John S. Capers, in camp near McClellands Bridge, Chickahominy River, to Bettie Braxton, at Ingleside. 1864 May 25

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I need scarcely ask how my friends of

Ingleside have stood it.  Its fair ones have

long since established themselves heroines.

and each occasion as it renders the effort

to resist such over bearing influences greater

only enhances the character of that patriotism.

that has so elicited our own inaction.

I trust Miss Bettie that you have been

so fortunate as to escape.  Even a ruffled

mind. – This I am well induced to believe.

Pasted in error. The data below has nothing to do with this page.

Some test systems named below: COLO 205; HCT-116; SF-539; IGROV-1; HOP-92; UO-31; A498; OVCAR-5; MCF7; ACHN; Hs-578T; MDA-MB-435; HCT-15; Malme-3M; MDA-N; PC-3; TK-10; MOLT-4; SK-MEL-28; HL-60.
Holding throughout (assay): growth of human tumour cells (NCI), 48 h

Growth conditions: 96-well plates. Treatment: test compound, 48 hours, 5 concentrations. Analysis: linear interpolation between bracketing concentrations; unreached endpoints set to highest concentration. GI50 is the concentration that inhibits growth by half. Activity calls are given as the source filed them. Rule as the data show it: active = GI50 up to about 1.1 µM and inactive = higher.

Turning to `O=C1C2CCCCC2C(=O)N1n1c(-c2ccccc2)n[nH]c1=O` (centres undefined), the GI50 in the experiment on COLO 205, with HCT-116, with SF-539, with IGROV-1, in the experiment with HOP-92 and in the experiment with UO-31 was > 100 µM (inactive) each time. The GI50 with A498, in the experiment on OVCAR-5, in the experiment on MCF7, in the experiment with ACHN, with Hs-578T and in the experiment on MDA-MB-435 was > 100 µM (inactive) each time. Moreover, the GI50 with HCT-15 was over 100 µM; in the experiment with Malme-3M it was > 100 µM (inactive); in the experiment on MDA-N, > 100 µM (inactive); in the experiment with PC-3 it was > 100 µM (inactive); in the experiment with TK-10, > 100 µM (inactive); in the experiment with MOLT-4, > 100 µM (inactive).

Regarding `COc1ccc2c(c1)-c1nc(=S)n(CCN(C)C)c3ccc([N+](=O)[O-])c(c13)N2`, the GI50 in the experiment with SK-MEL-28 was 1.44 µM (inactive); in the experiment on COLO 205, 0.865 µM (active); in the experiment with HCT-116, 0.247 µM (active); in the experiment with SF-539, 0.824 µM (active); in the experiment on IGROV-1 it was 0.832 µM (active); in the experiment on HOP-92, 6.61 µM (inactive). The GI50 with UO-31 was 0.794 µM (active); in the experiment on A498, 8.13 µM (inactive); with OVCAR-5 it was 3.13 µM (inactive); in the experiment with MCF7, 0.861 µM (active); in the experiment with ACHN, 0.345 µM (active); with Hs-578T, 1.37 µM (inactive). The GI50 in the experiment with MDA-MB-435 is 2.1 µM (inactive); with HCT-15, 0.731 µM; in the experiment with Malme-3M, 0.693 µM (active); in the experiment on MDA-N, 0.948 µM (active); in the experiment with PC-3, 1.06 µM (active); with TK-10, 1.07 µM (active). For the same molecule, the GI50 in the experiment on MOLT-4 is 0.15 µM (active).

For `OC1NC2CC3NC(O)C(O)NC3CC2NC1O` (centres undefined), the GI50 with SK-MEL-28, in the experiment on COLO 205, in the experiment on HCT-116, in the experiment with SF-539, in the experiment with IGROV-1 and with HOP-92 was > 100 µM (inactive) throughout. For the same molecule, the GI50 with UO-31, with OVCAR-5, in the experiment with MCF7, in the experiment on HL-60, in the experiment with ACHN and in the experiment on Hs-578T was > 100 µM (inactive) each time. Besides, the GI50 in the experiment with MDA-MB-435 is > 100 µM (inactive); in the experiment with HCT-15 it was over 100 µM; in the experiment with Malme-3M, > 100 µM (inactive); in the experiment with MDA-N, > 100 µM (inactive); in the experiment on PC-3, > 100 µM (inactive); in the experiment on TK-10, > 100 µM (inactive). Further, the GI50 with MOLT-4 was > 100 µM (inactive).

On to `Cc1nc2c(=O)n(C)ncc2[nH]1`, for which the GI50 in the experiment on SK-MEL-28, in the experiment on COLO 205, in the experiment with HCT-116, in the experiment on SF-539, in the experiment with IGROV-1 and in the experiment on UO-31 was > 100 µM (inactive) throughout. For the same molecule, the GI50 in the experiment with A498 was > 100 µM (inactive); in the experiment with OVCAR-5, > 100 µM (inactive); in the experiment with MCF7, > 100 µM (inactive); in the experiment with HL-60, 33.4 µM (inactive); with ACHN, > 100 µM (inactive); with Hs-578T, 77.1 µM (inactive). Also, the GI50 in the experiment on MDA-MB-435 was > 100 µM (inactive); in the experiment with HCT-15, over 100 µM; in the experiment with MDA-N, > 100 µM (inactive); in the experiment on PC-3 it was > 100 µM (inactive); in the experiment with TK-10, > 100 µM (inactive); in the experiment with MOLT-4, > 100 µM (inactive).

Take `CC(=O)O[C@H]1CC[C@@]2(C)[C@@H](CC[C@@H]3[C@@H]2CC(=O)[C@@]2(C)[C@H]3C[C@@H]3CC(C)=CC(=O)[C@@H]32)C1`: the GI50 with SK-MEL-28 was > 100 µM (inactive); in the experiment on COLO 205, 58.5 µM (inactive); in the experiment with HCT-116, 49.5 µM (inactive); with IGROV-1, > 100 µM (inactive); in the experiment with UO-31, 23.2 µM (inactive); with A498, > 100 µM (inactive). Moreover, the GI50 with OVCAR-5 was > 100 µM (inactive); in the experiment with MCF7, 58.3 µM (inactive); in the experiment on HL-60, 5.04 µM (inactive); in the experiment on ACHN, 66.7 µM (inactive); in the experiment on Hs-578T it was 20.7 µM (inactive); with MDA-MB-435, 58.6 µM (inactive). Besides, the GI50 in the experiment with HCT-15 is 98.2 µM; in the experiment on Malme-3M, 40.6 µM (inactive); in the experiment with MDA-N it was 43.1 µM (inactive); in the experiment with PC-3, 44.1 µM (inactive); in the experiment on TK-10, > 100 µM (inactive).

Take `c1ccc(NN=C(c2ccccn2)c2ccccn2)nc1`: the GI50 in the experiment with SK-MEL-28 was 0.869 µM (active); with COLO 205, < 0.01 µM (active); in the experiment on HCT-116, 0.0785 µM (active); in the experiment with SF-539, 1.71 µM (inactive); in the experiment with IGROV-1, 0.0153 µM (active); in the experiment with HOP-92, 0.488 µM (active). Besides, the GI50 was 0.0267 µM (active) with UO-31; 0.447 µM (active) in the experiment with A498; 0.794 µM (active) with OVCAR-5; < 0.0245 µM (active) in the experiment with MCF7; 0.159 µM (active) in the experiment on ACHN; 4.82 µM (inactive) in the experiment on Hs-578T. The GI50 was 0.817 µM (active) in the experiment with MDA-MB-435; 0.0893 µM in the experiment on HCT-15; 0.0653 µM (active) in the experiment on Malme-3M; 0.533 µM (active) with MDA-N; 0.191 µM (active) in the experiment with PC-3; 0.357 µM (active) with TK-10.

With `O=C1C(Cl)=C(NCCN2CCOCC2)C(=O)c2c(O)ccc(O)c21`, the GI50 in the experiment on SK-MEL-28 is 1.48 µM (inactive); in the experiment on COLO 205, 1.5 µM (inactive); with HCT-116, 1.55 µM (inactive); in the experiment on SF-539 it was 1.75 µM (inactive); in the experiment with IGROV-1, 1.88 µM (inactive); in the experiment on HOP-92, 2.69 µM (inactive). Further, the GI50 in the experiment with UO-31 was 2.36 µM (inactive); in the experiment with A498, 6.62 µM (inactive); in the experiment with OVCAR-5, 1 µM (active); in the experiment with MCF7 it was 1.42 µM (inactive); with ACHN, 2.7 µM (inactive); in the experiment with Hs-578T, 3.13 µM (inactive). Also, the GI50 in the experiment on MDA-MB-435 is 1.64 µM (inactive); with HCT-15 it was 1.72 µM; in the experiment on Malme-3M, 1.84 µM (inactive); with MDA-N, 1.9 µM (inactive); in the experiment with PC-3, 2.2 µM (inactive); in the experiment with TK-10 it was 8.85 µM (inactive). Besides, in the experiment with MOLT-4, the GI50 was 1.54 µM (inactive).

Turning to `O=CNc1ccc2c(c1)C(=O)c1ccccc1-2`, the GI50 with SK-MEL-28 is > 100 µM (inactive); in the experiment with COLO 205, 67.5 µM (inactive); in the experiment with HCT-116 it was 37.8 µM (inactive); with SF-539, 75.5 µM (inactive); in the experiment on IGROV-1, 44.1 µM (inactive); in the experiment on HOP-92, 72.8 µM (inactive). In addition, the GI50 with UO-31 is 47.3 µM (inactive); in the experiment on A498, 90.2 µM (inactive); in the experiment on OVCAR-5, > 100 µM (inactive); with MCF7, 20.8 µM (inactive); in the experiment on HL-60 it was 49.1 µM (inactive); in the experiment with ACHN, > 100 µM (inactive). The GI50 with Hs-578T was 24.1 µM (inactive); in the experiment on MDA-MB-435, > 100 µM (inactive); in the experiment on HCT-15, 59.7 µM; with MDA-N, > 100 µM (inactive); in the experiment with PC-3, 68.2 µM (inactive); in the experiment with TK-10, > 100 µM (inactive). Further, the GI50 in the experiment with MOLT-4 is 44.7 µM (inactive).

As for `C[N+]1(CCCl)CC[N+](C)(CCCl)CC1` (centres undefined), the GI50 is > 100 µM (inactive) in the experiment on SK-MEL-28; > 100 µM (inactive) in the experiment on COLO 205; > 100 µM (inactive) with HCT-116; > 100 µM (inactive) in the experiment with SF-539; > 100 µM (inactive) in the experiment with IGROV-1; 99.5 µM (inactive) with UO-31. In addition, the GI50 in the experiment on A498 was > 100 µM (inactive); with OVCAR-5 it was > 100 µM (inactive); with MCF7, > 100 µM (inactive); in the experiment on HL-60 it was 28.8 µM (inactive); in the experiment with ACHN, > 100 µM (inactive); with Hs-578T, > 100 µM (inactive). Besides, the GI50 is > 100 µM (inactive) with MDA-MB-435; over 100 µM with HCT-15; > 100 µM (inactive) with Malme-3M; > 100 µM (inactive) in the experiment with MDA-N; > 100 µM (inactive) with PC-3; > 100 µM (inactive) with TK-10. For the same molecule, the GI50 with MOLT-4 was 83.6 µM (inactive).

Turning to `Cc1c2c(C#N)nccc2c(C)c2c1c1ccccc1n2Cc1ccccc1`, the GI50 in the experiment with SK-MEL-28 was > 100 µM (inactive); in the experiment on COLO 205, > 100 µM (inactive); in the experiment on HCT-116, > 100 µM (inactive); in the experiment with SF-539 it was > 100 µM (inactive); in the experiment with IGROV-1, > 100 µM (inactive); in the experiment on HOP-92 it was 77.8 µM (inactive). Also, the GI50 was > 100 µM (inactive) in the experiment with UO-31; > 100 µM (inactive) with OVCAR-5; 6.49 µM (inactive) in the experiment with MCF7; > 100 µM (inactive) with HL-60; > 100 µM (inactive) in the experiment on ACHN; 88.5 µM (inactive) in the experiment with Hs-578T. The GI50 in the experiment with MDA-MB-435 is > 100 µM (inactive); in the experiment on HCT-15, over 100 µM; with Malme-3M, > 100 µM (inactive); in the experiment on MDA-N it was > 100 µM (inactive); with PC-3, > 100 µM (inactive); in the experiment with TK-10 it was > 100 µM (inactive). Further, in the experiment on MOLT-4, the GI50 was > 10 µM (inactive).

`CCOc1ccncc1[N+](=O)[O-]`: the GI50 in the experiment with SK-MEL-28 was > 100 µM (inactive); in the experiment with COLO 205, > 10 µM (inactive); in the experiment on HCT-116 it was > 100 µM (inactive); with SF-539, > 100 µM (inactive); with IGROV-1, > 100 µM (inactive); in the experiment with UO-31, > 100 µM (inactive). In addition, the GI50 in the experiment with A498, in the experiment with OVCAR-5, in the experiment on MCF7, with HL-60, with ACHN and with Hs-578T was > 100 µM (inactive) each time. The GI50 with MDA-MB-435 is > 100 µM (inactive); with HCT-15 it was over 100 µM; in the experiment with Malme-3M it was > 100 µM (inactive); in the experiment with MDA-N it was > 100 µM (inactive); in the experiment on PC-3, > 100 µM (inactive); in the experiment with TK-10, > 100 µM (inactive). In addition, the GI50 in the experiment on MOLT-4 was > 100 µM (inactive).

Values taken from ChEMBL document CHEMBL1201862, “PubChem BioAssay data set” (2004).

you are one of those rare philosophers whose

equanimity is scarcely ever disturbed.

However ! the satisfaction of direct proof is

very desirable and I hope to hear that Yankee

tread has not polluted Ingleside soil or

if it has with less contamination than

usage affixes to such proximity generally.

I wish I could supersede Mr P. in his de-

-lightful duty of a visit to Old Church and

I feel no hesitancy have no scruples in

such a display of selfishness.


                       The scene from which this serial